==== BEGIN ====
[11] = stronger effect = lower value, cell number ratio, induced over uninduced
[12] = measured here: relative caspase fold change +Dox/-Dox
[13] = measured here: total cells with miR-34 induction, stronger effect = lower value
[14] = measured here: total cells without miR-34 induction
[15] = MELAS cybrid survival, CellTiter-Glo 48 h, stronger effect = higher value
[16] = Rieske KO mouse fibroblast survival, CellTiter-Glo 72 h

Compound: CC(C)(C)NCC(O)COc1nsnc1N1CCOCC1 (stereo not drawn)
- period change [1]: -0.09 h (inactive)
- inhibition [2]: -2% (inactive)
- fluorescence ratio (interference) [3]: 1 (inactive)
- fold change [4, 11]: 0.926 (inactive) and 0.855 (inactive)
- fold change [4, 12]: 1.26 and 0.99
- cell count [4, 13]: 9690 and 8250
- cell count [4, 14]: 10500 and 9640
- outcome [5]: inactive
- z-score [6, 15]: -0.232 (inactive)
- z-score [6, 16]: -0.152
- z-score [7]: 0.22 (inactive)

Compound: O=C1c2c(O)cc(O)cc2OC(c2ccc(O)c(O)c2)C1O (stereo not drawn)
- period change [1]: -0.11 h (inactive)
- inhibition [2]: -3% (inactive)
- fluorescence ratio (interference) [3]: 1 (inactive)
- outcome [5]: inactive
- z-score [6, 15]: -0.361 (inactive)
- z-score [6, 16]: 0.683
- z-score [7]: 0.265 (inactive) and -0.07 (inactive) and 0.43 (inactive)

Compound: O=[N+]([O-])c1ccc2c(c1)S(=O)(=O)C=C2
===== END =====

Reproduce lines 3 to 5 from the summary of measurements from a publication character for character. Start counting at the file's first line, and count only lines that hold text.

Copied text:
[13] = measured here: total cells with miR-34 induction, stronger effect = lower value
[14] = measured here: total cells without miR-34 induction
[15] = MELAS cybrid survival, CellTiter-Glo 48 h, stronger effect = higher value